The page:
Everybody I called was like, ‘Yeah, do it. That's great.’ And so I just picked up a lot of weird pieces of land that nobody wanted to farm anymore. And that's how I got started. Once I started rolling and people saw me around and heard that I was farming organically, a lot of people started coming to me and saying, ‘Hey, would you farm my land? I don't want chemicals sprayed on it anymore.’ And so being organic helped me a lot once I was able to get somewhat established. I got a lot of people to rent me farms based on the fact that they didn't want all those chemicals around them. 

MJ: Wow.

TO: But it took a long time. I quit my shop in ‘97, and I think in 2003 or so I started farming full-time. And then since 2003, my family has lived off of a hundred percent farm income. And that was my goal from the beginning, to earn all of my living off of agriculture and not have to work a part-time job or have my wife work off the farm or anything like that. I wanted it to pay its way. 

MJ: Who do you sell your grain to?

TO: My biggest customer is my flour mill, Farmer Ground Flour. But at the very same time I was starting this flour mill with my partner Greg, New York state passed a farmer distiller law and a farmer brewer law, which gave very cheap, easy-to-get liquor licenses to producers of spirits and beer in New York. But the caveat to that was you had to use 65% New York state grain, or you couldn't have the license. So that was the best thing New York state could have possibly done for me because all of a sudden all these businesses are looking for local grain that was cleaned and ready to use. And just by total dumb luck, I had started this flour mill and bought special equipment and learned how to do all this cleaning and was set up to do it. And so when people started looking, a certain percentage of them found me and I started working with them. And that's been really fun.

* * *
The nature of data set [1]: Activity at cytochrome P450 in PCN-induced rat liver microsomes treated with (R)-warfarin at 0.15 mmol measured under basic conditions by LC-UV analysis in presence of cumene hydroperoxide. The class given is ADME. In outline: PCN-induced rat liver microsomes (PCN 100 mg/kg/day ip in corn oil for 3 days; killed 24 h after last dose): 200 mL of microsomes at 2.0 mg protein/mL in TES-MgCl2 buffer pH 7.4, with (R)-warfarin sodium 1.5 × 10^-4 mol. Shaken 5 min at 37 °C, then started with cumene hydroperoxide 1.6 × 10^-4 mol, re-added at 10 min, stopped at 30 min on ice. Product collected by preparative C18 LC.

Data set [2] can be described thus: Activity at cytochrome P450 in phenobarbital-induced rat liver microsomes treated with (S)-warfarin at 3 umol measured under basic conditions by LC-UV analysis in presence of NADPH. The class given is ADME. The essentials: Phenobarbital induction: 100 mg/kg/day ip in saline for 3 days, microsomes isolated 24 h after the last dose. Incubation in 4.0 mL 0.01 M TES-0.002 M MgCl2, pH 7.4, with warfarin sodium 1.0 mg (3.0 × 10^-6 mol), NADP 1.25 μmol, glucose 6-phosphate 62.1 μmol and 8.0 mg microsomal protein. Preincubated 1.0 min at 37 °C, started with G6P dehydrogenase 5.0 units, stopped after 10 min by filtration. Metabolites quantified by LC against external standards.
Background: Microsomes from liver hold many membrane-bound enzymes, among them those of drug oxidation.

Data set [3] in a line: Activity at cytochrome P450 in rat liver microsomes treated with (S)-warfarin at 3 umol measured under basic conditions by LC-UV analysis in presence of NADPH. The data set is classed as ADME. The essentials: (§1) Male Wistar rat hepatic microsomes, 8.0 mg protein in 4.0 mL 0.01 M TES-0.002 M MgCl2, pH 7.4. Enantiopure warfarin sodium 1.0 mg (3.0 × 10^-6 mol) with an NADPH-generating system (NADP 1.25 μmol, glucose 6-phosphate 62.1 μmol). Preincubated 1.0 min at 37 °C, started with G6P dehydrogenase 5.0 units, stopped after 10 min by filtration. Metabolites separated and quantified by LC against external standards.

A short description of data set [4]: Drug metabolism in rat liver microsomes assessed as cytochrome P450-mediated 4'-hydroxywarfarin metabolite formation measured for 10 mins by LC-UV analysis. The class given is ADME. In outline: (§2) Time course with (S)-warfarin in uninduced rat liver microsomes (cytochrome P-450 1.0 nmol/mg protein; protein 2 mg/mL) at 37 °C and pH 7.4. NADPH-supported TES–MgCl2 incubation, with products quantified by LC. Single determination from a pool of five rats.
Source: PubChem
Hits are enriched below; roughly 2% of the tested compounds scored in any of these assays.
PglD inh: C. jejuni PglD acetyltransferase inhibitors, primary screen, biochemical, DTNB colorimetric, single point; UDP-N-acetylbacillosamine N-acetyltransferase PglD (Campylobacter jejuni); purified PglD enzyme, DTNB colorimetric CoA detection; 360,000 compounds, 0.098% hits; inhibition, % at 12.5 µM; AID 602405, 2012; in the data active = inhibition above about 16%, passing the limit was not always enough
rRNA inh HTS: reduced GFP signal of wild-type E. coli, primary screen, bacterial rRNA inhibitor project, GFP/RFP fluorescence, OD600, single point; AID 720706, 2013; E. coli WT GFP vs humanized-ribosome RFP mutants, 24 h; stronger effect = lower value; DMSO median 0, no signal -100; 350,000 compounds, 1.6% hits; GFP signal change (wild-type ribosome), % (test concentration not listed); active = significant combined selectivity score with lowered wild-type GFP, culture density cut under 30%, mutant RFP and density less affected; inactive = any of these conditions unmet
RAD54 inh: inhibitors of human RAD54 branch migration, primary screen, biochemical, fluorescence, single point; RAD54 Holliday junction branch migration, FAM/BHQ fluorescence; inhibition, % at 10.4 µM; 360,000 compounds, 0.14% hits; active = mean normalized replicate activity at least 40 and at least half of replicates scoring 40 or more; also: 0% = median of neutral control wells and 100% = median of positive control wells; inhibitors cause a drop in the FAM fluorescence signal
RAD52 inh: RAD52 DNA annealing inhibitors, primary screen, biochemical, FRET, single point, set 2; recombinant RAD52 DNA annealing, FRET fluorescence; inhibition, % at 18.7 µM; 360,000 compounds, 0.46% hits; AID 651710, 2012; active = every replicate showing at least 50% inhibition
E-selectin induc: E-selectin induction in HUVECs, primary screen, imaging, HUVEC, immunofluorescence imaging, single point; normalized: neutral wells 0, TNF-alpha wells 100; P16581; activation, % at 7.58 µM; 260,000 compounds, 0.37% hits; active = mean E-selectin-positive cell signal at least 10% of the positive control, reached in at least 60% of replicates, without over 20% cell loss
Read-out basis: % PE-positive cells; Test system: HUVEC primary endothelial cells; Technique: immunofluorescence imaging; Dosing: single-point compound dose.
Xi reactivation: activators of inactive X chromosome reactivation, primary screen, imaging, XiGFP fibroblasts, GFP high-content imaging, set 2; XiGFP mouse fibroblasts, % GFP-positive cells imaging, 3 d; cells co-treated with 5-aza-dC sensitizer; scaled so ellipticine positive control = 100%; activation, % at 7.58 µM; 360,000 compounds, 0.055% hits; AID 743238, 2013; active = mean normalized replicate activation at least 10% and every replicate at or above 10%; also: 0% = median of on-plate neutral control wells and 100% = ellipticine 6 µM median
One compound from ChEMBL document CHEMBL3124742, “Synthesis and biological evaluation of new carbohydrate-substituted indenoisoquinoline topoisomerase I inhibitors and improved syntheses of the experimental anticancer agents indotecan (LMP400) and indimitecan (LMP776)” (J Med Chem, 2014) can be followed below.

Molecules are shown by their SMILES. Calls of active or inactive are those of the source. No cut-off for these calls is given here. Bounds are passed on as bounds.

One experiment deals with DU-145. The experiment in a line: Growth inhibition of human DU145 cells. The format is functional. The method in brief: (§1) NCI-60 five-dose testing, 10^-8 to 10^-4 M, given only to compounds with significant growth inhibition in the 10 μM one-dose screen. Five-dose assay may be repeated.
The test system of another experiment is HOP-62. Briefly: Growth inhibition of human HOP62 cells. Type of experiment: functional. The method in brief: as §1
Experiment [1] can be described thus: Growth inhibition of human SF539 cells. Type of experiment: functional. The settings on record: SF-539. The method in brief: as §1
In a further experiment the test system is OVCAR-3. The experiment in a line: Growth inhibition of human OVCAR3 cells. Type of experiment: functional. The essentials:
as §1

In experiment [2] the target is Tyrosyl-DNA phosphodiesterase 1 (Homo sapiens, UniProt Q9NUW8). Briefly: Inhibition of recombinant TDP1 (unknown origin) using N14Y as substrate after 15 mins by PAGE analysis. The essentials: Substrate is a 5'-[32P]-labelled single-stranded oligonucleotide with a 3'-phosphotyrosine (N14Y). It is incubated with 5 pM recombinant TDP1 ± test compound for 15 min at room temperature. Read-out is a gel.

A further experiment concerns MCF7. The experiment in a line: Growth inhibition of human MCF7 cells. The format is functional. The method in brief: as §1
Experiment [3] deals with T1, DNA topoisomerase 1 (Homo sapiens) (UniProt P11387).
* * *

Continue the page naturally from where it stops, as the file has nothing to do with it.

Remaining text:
“I’ve been looking at this for almost 30 years and I’m still amazed every time that these little seeds turn into plants. And to see them come up healthy and then later on be in the combine and harvest it and taking it all the way to flour and then have a loaf of bread—seeing the whole process of food production from the very beginning all the way through. That’s pretty cool.”— Thor Oechsner

MJ: That's great that the laws worked out in your favor.

TO: It was kind of perfect. I just was at the right spot at the right time. And New York State is not the best wheat-growing area in the country—there's a reason that moved out west, because of all the humidity. There are a lot of disease problems and quality problems that we can get in our wheat for flour. So there are certain years where a percentage of the crop doesn't make flour grade, and it's good to have outlets like a distillery that can take something that's a little off-spec for flour and make it into a nice alcohol because some of the traits that they want are negatives for flour.

MJ: So if a regular consumer wanted to try a product that was made with your grain, like beer or whiskey or bread, where should they look?